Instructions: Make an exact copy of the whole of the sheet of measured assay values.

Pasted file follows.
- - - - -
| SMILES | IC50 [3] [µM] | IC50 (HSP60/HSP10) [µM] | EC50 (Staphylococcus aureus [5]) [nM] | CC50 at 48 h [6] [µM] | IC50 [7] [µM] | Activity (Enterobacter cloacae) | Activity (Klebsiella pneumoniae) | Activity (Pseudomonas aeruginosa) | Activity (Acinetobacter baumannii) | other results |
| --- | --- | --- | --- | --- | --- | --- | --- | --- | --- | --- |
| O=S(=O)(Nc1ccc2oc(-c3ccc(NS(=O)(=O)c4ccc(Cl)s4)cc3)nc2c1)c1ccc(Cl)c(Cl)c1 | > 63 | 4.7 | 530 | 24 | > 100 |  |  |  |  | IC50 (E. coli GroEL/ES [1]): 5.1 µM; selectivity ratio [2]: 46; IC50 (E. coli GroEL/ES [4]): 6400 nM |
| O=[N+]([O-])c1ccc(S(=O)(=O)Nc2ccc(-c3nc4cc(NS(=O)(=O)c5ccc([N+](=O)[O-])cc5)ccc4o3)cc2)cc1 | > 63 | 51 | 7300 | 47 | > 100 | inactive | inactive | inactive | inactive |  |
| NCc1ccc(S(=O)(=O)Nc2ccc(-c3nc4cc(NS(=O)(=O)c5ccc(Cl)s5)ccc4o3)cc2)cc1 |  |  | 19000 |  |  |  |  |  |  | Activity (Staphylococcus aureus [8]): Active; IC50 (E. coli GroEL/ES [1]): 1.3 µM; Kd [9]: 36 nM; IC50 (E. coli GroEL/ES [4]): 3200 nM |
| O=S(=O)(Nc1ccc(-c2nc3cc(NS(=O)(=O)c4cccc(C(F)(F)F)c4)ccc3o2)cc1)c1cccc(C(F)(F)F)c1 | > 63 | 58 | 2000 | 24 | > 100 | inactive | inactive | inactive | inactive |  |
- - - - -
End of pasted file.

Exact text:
| SMILES | IC50 [3] [µM] | IC50 (HSP60/HSP10) [µM] | EC50 (Staphylococcus aureus [5]) [nM] | CC50 at 48 h [6] [µM] | IC50 [7] [µM] | Activity (Enterobacter cloacae) | Activity (Klebsiella pneumoniae) | Activity (Pseudomonas aeruginosa) | Activity (Acinetobacter baumannii) | other results |
| --- | --- | --- | --- | --- | --- | --- | --- | --- | --- | --- |
| O=S(=O)(Nc1ccc2oc(-c3ccc(NS(=O)(=O)c4ccc(Cl)s4)cc3)nc2c1)c1ccc(Cl)c(Cl)c1 | > 63 | 4.7 | 530 | 24 | > 100 |  |  |  |  | IC50 (E. coli GroEL/ES [1]): 5.1 µM; selectivity ratio [2]: 46; IC50 (E. coli GroEL/ES [4]): 6400 nM |
| O=[N+]([O-])c1ccc(S(=O)(=O)Nc2ccc(-c3nc4cc(NS(=O)(=O)c5ccc([N+](=O)[O-])cc5)ccc4o3)cc2)cc1 | > 63 | 51 | 7300 | 47 | > 100 | inactive | inactive | inactive | inactive |  |
| NCc1ccc(S(=O)(=O)Nc2ccc(-c3nc4cc(NS(=O)(=O)c5ccc(Cl)s5)ccc4o3)cc2)cc1 |  |  | 19000 |  |  |  |  |  |  | Activity (Staphylococcus aureus [8]): Active; IC50 (E. coli GroEL/ES [1]): 1.3 µM; Kd [9]: 36 nM; IC50 (E. coli GroEL/ES [4]): 3200 nM |
| O=S(=O)(Nc1ccc(-c2nc3cc(NS(=O)(=O)c4cccc(C(F)(F)F)c4)ccc3o2)cc1)c1cccc(C(F)(F)F)c1 | > 63 | 58 | 2000 | 24 | > 100 | inactive | inactive | inactive | inactive |  |